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Applications of Toxicogenomic Technologies to Predictive Toxicology and Risk Assessment searching. Gel-based analyses generate an observable “map” of the proteome analyzed, although liquid separations and software can be coupled to achieve analogous results. Reproducibility of 2D gel separations has dramatically improved with the introduction of commercially available immobilized pH gradient strips and precast gel systems (Righetti and Bossi 1997). Comparative 2D-SDS-PAGE with differential fluorescent labeling (for example, differential gel electrophoresis, DIGE) offers powerful quantitative comparisons of proteomes (Tonge et al. 2001; Von Eggeling et al. 2001). Moreover, modified protein forms are often resolved from unmodified forms, which enable separate characterization and quantitative analysis of each. Although 2D gels have been applied most commonly to global analyses of complex proteomes, they have great potential for comparative analyses of smaller subproteomes (for example, multiprotein complexes). Problems with gel-based analyses stem from the poor separation characteristics of proteins with extreme physical characteristics, such as hydrophobic membrane proteins. A major problem is the limited dynamic range for protein detection by staining (200- to 500-fold), whereas protein abundances vary more than a million fold (Gygi et al. 2000). This means that abundant proteins tend to preclude the detection of less abundant proteins in complex mixtures. This problem is not unique to gel-based approaches. FIGURE 2-4 Schematic representation of 2D gel-based proteome analysis and shotgun proteome analysis. LC, liquid chromatography; TOF, time of flight; MS-MS, tandem mass spectrometry.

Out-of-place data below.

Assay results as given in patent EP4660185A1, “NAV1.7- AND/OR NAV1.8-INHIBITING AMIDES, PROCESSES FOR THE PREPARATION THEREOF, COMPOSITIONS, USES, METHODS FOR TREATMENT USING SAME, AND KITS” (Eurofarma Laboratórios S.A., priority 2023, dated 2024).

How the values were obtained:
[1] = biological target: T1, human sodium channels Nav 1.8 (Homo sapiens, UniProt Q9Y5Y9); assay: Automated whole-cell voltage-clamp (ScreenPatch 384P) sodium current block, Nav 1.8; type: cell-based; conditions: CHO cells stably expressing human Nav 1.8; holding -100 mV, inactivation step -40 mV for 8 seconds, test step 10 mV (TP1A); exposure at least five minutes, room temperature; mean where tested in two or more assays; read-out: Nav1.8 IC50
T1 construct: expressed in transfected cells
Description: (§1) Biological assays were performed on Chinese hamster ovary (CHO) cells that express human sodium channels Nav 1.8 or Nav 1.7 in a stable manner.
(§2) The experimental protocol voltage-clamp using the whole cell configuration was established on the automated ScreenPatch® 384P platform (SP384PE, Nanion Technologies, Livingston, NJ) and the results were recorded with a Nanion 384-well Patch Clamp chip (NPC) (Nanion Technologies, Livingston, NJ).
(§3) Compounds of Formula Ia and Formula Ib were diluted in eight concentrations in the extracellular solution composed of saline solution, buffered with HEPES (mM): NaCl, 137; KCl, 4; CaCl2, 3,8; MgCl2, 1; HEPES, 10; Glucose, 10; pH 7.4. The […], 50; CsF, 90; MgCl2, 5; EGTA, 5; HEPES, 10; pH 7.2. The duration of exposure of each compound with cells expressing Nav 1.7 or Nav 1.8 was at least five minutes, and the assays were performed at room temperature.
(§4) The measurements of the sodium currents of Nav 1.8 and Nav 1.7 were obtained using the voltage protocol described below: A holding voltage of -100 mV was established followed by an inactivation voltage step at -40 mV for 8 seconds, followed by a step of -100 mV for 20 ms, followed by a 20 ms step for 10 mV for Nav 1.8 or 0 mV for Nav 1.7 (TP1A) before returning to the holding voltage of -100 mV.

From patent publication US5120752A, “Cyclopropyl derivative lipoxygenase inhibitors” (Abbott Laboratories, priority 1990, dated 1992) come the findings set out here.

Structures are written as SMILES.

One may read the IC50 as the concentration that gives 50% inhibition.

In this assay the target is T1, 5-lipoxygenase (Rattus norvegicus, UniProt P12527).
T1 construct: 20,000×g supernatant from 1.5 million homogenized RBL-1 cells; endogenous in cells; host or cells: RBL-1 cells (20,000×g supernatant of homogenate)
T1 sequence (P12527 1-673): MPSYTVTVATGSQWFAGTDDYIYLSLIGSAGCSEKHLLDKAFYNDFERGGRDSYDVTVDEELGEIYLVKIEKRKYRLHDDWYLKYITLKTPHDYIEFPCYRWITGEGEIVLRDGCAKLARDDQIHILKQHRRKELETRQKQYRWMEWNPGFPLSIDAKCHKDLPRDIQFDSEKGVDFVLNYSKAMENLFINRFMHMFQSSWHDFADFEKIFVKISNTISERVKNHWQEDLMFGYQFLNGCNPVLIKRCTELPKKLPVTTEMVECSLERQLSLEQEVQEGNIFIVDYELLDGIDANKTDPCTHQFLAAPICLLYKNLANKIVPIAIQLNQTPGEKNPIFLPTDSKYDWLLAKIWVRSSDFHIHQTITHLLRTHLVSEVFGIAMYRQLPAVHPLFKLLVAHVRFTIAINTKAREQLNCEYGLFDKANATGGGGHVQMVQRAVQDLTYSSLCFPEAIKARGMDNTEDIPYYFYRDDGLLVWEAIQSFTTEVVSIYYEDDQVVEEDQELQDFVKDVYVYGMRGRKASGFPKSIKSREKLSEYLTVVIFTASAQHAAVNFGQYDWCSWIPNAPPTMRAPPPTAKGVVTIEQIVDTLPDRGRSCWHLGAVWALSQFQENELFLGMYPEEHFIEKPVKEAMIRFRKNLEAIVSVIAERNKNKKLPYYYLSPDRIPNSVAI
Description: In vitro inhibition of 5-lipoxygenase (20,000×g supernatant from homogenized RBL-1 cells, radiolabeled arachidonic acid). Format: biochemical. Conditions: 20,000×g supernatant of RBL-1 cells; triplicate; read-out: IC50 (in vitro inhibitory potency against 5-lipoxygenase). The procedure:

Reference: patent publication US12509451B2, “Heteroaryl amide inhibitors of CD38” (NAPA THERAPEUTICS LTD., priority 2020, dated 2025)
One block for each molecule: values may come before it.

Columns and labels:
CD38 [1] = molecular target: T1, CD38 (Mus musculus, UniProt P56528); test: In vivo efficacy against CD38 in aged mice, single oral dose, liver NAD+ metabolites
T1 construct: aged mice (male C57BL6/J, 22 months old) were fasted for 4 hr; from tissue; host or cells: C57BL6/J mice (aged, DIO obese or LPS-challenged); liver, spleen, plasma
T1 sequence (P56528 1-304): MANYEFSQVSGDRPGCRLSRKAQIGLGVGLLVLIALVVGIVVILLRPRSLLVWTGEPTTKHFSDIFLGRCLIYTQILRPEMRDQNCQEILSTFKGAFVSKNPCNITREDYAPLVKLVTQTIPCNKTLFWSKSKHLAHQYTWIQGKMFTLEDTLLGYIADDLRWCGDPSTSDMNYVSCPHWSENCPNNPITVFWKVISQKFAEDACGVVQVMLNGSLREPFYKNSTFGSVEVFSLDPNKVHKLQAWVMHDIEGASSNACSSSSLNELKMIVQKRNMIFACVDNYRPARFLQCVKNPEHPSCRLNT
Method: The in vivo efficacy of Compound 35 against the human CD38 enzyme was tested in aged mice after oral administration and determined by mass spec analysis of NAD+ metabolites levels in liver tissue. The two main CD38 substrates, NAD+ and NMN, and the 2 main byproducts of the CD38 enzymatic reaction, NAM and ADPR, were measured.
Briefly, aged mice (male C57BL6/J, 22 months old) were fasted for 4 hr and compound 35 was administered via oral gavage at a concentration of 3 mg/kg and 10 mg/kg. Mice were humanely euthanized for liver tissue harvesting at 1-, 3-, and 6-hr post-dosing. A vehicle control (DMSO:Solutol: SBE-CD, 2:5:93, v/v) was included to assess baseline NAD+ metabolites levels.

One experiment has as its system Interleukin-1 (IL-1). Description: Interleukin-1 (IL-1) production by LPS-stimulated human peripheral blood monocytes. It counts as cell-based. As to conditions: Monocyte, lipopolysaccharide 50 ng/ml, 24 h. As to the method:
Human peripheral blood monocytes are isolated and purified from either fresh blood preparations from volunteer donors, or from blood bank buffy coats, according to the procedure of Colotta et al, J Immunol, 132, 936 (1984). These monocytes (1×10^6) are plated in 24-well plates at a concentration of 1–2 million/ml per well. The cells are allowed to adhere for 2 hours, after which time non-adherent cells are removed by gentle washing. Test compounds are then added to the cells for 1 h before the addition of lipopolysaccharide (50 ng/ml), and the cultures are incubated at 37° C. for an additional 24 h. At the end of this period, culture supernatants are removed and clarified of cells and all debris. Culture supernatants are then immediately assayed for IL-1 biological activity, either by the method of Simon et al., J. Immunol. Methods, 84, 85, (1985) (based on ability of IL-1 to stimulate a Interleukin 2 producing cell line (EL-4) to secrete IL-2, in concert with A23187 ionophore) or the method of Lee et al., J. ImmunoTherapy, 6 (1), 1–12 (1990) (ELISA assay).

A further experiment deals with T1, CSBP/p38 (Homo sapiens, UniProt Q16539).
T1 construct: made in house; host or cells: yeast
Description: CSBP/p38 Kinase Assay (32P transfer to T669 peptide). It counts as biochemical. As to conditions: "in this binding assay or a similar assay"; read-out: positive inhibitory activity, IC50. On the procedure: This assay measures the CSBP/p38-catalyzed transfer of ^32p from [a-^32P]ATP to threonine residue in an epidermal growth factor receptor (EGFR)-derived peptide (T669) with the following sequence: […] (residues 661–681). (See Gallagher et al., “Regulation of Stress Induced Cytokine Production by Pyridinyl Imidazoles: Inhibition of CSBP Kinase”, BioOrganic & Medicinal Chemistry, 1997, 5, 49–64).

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Applications of Toxicogenomic Technologies to Predictive Toxicology and Risk Assessment Shotgun Proteomics Shotgun proteomic analysis is somewhat analogous to the genome sequencing strategy of the same name. Shotgun analyses begin with direct digestion of protein mixtures to complex mixtures of peptides, which then are analyzed by liquid-chromatography-coupled mass spectrometry (LC-MS) (Yates 1998). The resulting collection of peptide tandem mass spectrometry (MS-MS) spectra is searched against databases to identify corresponding peptide sequences and then the collection of sequences is reassembled using computer software to provide an inventory of the proteins in the original sample mixture. A key advantage of shotgun proteomics is its unsurpassed performance in the analysis of complex peptide mixtures (Wolters et al. 2001; Washburn et al. 2002). Peptide MS-MS spectra are acquired by automated LC-MS-MS analyses in which ions corresponding to intact peptides are automatically selected for fragmentation to produce MS-MS spectra that encode peptide sequences (Stahl et al. 1996). This approach enables automated analyses of complex mixtures without user intervention. However, selection of peptide ions for MS-MS fragmentation is based on the intensity of the peptide ion signals, which favors acquisition of MS-MS spectra from the most abundant peptides in a mixture. Thus, detection of low-abundance peptides in complex mixtures is somewhat random. Application of multidimensional chromatographic separations (for example, ion exchange and then reverse-phase high-performance liquid chromatography) “spreads out” the peptide mixture and greatly increases the number of peptides for which MS-MS spectra are acquired (Link et al. 1999; Washburn et al. 2001; Wolters et al. 2001). This increases the detection of less abundant proteins and modified protein forms (MacCoss et al. 2002) (see below). New hybrid linear ion trap-tandem MS instruments offer more rapid acquisition of MS-MS spectra and more accurate identification of peptide ion mass-to-charge ratio values, which provides more identifications with greater reliability. Nevertheless, a continuing challenge of shotgun proteome analyses is the identification of less abundant proteins and modified protein forms. Quantitative Proteomics The application of quantitative analyses has become a critical element of proteome analyses. Quantitative methods have been developed for application to both gel-based and shotgun proteomic analyses. The most effective quantitative approach for gel-based analyses is DIGE (see above), which involves using amine- or thiol-reactive fluorescent dyes that tag protein samples with different fluorophores for analysis on the same gel. This approach eliminates gel-to-gel variations inherent in comparing spots from individual samples run on different gels. The use of a separate dye and mixed internal standards allows gel-to-gel comparisons of DIGE analyses for larger studies and enables reliable statistical comparisons (Alban et al. 2003). Quantitative shotgun proteome analyses have